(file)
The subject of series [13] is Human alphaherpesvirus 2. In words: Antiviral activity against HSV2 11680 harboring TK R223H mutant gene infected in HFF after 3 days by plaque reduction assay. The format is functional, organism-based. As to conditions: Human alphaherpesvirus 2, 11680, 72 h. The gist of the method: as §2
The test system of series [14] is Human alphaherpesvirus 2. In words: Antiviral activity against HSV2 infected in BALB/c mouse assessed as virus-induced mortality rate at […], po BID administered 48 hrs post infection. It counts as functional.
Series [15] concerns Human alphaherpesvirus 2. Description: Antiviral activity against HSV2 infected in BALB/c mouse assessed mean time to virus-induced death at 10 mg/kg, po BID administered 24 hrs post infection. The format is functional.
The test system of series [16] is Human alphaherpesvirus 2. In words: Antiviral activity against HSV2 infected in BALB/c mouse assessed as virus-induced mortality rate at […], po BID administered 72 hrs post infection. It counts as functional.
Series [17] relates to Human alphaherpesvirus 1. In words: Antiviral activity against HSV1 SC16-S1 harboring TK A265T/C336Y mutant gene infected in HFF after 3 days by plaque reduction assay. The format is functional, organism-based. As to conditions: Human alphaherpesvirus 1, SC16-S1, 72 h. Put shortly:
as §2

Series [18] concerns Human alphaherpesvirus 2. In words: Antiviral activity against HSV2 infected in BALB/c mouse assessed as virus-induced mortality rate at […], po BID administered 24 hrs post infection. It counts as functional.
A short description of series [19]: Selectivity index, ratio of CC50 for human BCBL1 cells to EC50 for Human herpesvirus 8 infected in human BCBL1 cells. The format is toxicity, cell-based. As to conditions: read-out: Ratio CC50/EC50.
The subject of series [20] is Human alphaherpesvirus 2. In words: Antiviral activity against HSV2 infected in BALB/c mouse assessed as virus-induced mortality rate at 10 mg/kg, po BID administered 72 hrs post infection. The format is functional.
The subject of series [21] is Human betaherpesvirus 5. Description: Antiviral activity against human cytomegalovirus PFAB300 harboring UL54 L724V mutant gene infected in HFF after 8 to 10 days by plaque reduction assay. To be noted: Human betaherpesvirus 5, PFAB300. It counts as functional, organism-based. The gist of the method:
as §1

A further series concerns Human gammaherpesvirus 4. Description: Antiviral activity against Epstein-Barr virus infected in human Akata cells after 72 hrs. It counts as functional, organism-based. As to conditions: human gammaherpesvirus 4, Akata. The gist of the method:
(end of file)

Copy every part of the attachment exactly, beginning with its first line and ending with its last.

The subject of series [13] is Human alphaherpesvirus 2. In words: Antiviral activity against HSV2 11680 harboring TK R223H mutant gene infected in HFF after 3 days by plaque reduction assay. The format is functional, organism-based. As to conditions: Human alphaherpesvirus 2, 11680, 72 h. The gist of the method: as §2
The test system of series [14] is Human alphaherpesvirus 2. In words: Antiviral activity against HSV2 infected in BALB/c mouse assessed as virus-induced mortality rate at […], po BID administered 48 hrs post infection. It counts as functional.
Series [15] concerns Human alphaherpesvirus 2. Description: Antiviral activity against HSV2 infected in BALB/c mouse assessed mean time to virus-induced death at 10 mg/kg, po BID administered 24 hrs post infection. The format is functional.
The test system of series [16] is Human alphaherpesvirus 2. In words: Antiviral activity against HSV2 infected in BALB/c mouse assessed as virus-induced mortality rate at […], po BID administered 72 hrs post infection. It counts as functional.
Series [17] relates to Human alphaherpesvirus 1. In words: Antiviral activity against HSV1 SC16-S1 harboring TK A265T/C336Y mutant gene infected in HFF after 3 days by plaque reduction assay. The format is functional, organism-based. As to conditions: Human alphaherpesvirus 1, SC16-S1, 72 h. Put shortly:
as §2

Series [18] concerns Human alphaherpesvirus 2. In words: Antiviral activity against HSV2 infected in BALB/c mouse assessed as virus-induced mortality rate at […], po BID administered 24 hrs post infection. It counts as functional.
A short description of series [19]: Selectivity index, ratio of CC50 for human BCBL1 cells to EC50 for Human herpesvirus 8 infected in human BCBL1 cells. The format is toxicity, cell-based. As to conditions: read-out: Ratio CC50/EC50.
The subject of series [20] is Human alphaherpesvirus 2. In words: Antiviral activity against HSV2 infected in BALB/c mouse assessed as virus-induced mortality rate at 10 mg/kg, po BID administered 72 hrs post infection. The format is functional.
The subject of series [21] is Human betaherpesvirus 5. Description: Antiviral activity against human cytomegalovirus PFAB300 harboring UL54 L724V mutant gene infected in HFF after 8 to 10 days by plaque reduction assay. To be noted: Human betaherpesvirus 5, PFAB300. It counts as functional, organism-based. The gist of the method:
as §1

A further series concerns Human gammaherpesvirus 4. Description: Antiviral activity against Epstein-Barr virus infected in human Akata cells after 72 hrs. It counts as functional, organism-based. As to conditions: human gammaherpesvirus 4, Akata. The gist of the method: